Tuesday, December 01, 2020

But God Remembered

The Genesis flood was a disaster of epic proportions. While we have seen the powerful affects of water in our own lives and lifetimes. the idea of a flood that covered the entire world up to the tops of the mountains is so incredible that it is, for some people, not credible. They don't even think a worldwide flood happened.*

But God said it did and so we should believe it did.

But in the midst of that disaster, "God remembered Noah" (Gen 8:1). 

This is not a statement of God's mental ability to store and recall information. It is not a testament to God's sudden recollection of something he was supposed to have done. 

It is a statement of God's grace. God, in the midst of judgment, showed mercy to Noah and his family. To remember them was not to recall something that had slipped his mind. It was to show mercy to them in a time of trial.

And so it is with God to this day. His memory of his people is an act of grace, both of remembering them in their difficulties and trials and of not remembering them in their sins.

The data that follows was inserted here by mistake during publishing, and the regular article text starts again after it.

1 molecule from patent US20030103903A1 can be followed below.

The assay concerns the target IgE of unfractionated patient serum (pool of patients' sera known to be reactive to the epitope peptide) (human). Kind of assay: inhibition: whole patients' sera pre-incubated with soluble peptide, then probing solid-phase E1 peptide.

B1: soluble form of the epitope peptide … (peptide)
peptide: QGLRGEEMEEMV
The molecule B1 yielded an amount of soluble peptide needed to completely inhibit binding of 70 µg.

In Jeremiah 31:34, in the New Covenant that God makes with Israel he says, "I will forgive their iniquity, and their sin I will remember no more." That promise is repeated in Hebrews 8:11 and Hebrews 10:17, both of which talk about the death of Christ that brings forgiveness to us.

God's "not remembering" does not mean that God no longer knows it; that would be impossible since God knows all things. It is that he chooses not to act like we have done it. 

So both in God's remembering and his not remembering, God is filled with grace towards his people in our weaknesses. He who remembers us in trial chooses not to remember our sinfulness because Christ has paid for it.

Today, take hope in God's rememering, both the things he remembers and the things he chooses not to remember.


*One of the ironies of flood deniers is their argument that "All ancient cultures have some sort of flood narrative because they copied it from each other." It does not seem to cross their mind that these ancient cultures have a flood narrative because it actually happened to their ancestor and was passed down through the generations.

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